QRPGuys DS-1 40-10m Short Vertical
2020-08-05 Had 5 QSOs with the DS-1 last evening on 40 meters CW. I was using my 5 watt x5105. Feedline was 25' of RG-174. Antenna was mounted on a 1/4" aluminum spike about 10" long stuck in the ground. I'm impressed with both the rig and antenna. Great portable package if there is "reasonable" propagation.Planning a Boundary Waters Canoe camping trip in northern Minnesota in 2 weeks. Considering taking this setup plus a QRPGUYS 40-10EFHW antenna.
2020-08-01a This evening the NA CW QWO Party is under way. So I connected the completed DS-1 with my DIY 40 meter coil and gave it a shot. Ended with eight NA contacts! They all heard my first response to their CQ. Several needed me to repeat some information. They don't give signal reports so I don't know that but they all were 559 or better in here. Those eight were in addition to two SKCC contacts I had prior to that. One was in answer to my CQ. This is far from the best antenna in the world, but for it's size and weight (about 14 oz including the 16 ft counterpoise and 25ft RG-174 feedline) it can hold its chin up!
2020-08-01 Today I made a DIY 40 meter coil for my DS-1. I did it because I like to make stuff but I am not necessairly recommending doing it. When you add up the cost of the PEX plugs, M4 bolts plus tap and drill (in my case) I spend about the same or perhaps a bit more than QRPGuys charges for their kit! It took me about an hour, in addition to the run to the hardware store for the above items. I already had the PEX and I used some of my Sotabeams light antenna wire as I didn't have any non-insulated wire small enough.
The coil has 86 turns on a six inch PEX form. The good news is, it works! I just had a QSO with W4DHT in Ohio on 7.053Mhz.He gave me a 569 and he was 559 in here. The photos show the antenna set up as it was for that QSO as well as the SWR trace and the package broken down for transport, including the 16ft counterpoise and mounting spike. Clearly it qualifies to be called a "portable" antenna!
2020-07-31 first off I need to make a correction and apologize to QRPGuys! The whip is actually 47 inches long and when extended to its full length the antenna resonates where it needs to. I had somehow failed to fully extend the whip in my mosquito pestered tests of yesterday evening. Fully extended, the 22 turns specified for the coil in the directions are perfect!
This afternoon I had time to set up both antennas about ten feet apart in my yard. I connected both to my antenna switch inside the shack with 25ft of RG-157 coax. Both antennas had 16ft counterpoise wires attached and laid out as near to identically as possible. Both were mounted atop 10 inch aluminum spikes made of 1/4 inch aluminum rod.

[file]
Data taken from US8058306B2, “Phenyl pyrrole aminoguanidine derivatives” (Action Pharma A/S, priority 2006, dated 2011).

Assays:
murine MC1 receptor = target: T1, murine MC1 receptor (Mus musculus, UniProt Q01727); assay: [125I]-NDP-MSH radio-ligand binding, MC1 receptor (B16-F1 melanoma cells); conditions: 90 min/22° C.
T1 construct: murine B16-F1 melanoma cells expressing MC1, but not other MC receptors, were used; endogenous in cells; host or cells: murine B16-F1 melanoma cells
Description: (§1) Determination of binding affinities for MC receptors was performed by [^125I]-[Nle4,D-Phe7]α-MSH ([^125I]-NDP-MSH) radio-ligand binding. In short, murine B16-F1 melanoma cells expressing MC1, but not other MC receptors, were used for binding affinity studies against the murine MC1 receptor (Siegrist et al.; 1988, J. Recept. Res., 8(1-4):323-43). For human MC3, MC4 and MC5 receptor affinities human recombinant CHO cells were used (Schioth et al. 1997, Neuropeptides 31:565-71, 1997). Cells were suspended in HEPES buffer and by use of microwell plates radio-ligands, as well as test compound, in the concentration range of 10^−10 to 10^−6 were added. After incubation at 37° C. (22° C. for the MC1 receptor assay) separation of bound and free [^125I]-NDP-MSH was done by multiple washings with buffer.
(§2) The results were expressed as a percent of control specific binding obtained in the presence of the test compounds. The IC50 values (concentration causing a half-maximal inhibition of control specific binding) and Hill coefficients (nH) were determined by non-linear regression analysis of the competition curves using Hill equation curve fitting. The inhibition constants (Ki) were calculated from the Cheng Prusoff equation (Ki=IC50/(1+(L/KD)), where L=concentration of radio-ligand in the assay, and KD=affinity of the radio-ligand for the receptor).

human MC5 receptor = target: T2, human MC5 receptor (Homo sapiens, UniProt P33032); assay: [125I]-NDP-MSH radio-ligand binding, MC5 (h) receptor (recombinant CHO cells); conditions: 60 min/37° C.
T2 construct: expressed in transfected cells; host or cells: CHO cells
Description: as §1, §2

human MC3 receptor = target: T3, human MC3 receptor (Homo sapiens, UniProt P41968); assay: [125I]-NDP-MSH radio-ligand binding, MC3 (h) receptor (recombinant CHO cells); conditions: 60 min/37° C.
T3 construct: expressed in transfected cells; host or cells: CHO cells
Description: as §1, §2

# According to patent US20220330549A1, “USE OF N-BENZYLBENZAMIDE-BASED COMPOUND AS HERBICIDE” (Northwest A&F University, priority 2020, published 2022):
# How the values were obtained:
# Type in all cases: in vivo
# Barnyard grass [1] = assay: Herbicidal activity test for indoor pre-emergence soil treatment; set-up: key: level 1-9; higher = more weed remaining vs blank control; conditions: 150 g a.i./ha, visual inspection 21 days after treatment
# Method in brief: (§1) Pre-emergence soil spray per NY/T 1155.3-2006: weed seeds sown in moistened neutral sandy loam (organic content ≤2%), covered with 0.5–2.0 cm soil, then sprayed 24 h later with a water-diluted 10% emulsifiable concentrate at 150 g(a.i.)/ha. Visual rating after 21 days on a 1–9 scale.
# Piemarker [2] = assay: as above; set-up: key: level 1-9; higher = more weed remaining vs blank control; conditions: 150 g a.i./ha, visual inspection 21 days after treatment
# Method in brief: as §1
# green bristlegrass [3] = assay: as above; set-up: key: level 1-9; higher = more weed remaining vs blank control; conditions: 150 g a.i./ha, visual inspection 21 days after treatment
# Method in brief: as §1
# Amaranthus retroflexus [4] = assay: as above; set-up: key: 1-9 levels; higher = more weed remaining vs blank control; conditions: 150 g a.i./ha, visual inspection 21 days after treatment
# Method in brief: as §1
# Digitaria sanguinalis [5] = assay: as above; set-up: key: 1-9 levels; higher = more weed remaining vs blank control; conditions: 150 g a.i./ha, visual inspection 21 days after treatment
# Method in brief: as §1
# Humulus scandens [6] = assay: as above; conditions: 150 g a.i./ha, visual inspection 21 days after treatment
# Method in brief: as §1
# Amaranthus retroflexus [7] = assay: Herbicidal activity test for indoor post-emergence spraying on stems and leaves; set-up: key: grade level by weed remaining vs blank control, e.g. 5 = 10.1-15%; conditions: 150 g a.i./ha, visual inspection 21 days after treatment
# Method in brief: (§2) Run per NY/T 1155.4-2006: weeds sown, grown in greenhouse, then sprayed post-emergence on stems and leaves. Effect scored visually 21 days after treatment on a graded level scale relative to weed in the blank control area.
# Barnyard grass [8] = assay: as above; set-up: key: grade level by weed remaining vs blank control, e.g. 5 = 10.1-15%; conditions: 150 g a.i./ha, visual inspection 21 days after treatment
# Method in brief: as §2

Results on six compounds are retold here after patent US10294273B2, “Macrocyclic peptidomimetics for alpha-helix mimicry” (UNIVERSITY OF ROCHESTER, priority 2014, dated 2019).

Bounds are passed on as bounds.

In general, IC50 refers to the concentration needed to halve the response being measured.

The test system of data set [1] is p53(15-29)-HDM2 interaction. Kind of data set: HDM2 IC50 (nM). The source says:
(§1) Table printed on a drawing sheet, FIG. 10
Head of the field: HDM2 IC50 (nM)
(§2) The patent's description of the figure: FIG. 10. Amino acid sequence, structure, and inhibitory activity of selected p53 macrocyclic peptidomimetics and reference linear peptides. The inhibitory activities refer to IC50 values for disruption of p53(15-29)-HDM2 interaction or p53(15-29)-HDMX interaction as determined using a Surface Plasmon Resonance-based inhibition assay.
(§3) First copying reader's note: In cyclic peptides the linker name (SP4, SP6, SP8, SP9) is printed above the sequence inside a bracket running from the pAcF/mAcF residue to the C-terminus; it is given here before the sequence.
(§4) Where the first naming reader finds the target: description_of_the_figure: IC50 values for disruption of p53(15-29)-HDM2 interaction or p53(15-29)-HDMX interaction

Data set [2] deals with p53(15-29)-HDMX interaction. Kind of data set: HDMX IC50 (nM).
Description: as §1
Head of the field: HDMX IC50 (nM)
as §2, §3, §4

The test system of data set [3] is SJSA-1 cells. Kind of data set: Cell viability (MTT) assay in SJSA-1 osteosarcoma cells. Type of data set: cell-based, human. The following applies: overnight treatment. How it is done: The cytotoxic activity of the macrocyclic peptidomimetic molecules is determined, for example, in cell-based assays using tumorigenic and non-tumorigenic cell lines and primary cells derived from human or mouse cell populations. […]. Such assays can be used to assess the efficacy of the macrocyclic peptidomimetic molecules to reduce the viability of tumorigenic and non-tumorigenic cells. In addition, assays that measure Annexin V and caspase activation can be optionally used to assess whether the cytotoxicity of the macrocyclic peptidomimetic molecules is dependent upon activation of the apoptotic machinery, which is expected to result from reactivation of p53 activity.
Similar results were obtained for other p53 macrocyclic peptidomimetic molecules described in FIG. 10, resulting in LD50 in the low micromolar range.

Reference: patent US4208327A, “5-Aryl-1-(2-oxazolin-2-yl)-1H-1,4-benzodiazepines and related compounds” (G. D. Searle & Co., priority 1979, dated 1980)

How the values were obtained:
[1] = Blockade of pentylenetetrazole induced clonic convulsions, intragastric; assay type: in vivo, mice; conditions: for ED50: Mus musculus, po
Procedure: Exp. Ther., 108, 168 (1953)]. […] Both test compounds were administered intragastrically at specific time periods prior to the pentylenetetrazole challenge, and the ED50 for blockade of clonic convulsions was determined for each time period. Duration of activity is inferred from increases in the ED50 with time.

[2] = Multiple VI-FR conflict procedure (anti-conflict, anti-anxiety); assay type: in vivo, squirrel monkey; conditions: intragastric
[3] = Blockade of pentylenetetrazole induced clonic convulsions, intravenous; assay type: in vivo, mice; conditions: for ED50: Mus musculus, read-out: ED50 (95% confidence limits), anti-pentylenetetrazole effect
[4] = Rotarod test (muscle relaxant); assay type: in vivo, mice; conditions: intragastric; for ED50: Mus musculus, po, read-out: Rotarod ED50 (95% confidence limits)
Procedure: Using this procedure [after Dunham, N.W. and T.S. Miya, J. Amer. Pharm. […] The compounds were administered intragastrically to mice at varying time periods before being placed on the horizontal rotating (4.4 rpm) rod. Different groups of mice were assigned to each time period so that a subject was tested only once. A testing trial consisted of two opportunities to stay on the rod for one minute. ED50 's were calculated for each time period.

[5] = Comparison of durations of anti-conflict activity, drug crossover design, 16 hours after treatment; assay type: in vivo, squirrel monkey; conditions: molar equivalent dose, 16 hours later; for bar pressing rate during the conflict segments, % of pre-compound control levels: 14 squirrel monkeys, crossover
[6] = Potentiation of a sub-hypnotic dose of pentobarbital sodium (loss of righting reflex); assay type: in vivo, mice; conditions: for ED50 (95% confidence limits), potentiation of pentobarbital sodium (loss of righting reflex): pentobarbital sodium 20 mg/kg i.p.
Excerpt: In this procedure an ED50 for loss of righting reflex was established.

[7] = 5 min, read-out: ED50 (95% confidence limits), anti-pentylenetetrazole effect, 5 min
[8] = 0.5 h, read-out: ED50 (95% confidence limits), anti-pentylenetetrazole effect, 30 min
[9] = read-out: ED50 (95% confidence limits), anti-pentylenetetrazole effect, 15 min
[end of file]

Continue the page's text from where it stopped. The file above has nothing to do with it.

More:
As often happens there were few signals on the band but W1AW's code practice was coming through pretty well. Frankly, switching between antennas made no difference. The signal was 569 on both antennas. The other two antennas I have permanently mounted are an MFJ-1984MP EFHW as an inverted vee and a G5RV. The EFHW is strung north-south and the G5RV is strung east-west. The G5RV read 59+ on W1AW while the EFHW read 549. Both were quite a bit quieter than both verticals.
I then tried sending CQ and monitoring the RBN network. At 20 watts RBN heard nothing from either one. Just for comparison I switched to my EFHW and sent again I had 4 spiots with reports from 2-5 dB. I knew the band wasn't "hot" and this verified that. So this test will need to be repeated another day.
2020-07-30 The QRPGuys DS-1 short vertical I ordered a couple weeks ago arrived today. I was impressed with the packaging and the simplicity of the kit you receive! At least that part lived up to my expectations. Having built my own version of it from the construction manual on their website I can appreciate the thought that went into its design and manufacture. It is smaller than I pictured, at least in part based on my DIY one. The whip is only 43 inches long whereas the whip I used is 57 inches. Their coil form is only 3 inches long. mine 4 inches. And with the coil wound with solid 22 AWG wire it only occupies about 3/4 inch on the form, mine 2-1/2 inches. But conceptually is exactly like mine!
It took an hour or so to assemble, part of that was because my 4-40 tap was dull and didn't want to "bite" into either copper of the cap or brass of the plug. But I finally got it to work. When I initially tested it with my nanoVNA the resonant frequency was about 14.6 Mhz. By adding one turn It came down to about 14.050 and provides a less than 1.5:1 SWR across the 20 meter band.
The three photos above show the DS-1 and my DIY version side by side.
It was getting toward dusk when I did my initial checks so I didn't keep careful notes but I noticed that if I mounted it on my camera tripod the resonant frequency was higher than if I use the aluminum spike I made for my DIY version. I used the 16 foot counterpoise I had made up for my DIY version. To do that I did my only construction modification other than the additional turn on the coil. I soldered a gold plated banana plug sized banana connector to the little ground lug they provide so I can simply plug the counterpoise in rather than needing to put it under the wing nut.
Twenty meters was pretty much devoid of signals but I heard one SSB station and at least one digital one so I know it hears a little. Over the next few days I'll work it a little harder and hopefully even log a contact or two. And I want to do some good on-air comparisons between the DS-1 and my DIY version. My initial impressions are positive.